For his part, Tennessee head coach Ken Whisenhunt has been talking Mariota up as a pro-ready guy since the owners' meetings in March. There he said that if Mariota went to the Titans with the second overall pick, Mariota would be the starter from Day One. The Titans franchise has tried this strategy in different iterations with two other quarterbacks in somewhat similar systems with Vince Young and Jake Locker. Neither of those players learned to acclimate to NFL defenses, and neither quarterback ever learned to win consistently in the pocket which, in the end, is the deciding element when determining greatness at the position. Even the most mobile quarterbacks are limited by NFL defenses if they don't thrive in the pocket.
"There are going to be some things he's had success with in college we'll incorporate in what we do," Whisenhunt said the day the Titans refused a host of trade offers from other NFL teams for the second overall pick. "I don't think it's going to be that challenging. I'm excited about doing that. ... We'll see how it grows, what he can handle and how he can progress."
Mark Helfrich, Mariota's college coach, defended his charge's ability to acclimate about as fervently as one would expect.
"He sees the field really well," Helfrich told NFL.com on April 30. "He processes things almost too quickly for his own good sometimes -- his eyes or his brain are on that third or fourth thing in the progression and his feet are still on No. 1. That's where he's had a couple -- and we're nitpicking the most efficient passer in college football history -- issues, where his feet are off-balance. And it's, 'He was nine-for-nine, but on the 10th, he missed that throw.' "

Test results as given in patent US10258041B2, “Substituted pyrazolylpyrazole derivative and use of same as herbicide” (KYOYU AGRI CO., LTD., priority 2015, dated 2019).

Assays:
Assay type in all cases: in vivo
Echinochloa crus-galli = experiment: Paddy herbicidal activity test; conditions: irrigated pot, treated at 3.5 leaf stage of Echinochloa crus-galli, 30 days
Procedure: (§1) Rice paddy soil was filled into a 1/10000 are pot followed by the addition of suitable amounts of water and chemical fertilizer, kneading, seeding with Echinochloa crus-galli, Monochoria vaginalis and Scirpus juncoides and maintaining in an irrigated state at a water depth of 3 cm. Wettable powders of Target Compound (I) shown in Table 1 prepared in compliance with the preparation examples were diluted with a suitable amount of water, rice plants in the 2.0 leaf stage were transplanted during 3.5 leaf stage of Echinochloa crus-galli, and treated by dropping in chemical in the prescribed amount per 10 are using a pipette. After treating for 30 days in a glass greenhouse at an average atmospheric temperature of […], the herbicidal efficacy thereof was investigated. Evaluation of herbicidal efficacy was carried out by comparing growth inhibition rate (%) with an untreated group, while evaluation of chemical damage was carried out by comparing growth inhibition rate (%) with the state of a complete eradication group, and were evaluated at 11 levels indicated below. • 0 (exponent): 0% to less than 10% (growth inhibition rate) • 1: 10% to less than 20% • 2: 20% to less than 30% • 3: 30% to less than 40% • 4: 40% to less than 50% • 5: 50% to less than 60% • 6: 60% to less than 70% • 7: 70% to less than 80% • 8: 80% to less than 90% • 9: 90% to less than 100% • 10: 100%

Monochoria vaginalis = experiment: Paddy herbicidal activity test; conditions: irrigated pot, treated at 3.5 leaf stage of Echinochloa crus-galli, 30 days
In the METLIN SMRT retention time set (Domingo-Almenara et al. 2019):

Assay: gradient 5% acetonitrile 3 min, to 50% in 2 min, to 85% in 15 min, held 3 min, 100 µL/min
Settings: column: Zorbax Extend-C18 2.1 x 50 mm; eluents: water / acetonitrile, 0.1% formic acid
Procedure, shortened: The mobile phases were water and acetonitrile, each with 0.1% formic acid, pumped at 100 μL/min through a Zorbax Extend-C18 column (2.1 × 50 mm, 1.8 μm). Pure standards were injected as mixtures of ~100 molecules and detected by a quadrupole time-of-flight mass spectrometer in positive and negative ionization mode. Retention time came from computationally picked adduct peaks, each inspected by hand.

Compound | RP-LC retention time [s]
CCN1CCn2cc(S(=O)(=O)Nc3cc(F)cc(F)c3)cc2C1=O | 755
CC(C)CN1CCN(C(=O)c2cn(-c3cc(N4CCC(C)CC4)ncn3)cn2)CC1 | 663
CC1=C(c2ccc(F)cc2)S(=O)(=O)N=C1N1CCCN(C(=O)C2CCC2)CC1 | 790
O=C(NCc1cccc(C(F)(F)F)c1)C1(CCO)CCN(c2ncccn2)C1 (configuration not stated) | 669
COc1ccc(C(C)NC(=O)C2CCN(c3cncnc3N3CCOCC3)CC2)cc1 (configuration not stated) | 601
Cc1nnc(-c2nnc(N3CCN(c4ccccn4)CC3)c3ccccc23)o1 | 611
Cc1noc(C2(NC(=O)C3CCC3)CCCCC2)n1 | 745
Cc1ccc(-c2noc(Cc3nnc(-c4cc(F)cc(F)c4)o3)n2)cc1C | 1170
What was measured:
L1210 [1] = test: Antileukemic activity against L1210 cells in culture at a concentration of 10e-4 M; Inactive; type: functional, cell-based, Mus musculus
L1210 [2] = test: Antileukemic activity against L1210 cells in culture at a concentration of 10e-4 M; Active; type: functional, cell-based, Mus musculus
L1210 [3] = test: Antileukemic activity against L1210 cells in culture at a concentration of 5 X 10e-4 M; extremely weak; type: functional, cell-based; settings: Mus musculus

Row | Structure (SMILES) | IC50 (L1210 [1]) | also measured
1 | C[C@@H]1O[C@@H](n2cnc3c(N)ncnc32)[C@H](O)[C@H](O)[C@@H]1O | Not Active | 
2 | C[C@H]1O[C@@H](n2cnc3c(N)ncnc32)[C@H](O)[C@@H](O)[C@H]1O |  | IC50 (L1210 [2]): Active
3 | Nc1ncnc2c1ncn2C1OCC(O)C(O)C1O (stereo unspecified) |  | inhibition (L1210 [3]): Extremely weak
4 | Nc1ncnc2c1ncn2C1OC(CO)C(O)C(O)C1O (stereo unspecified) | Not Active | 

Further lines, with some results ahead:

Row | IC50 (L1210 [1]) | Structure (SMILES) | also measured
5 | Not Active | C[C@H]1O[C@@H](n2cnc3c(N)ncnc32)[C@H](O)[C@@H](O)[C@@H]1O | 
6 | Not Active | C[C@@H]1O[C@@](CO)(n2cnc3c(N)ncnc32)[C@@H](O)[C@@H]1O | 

"Our system has aspects of a lot of systems. We're not a quote-unquote spread offense that says, 'Hey, throw it here; and if not, run.' We don't do that. He has split-field reads. He has full-field reads. He has coverage-based reads -- go to this, based on man or zone. All of those things. All the things that NFL teams run, he's been exposed to. Is it a mirror of any system in the NFL? Absolutely not. And nobody else is, either. There are a lot of 'can't-miss' guys who've missed on the next level, because it's hard."
Aaron Rodgers wasn't one of those "can't-miss" guys, which is why he fell to the 24th overall selection in his draft class. Mariota is a "can't-miss" guy in ways that would have been inconceivable years ago, but the NFL is far more accepting of quarterbacks who do what he does. Mariota has the dedication, intelligence, physical gifts and raw awareness to live up to that potential, but it will be his team, and how he's handles along the way, that will decide things in the long run.
As gifted as he is, there's only so much Marcus Mariota can control.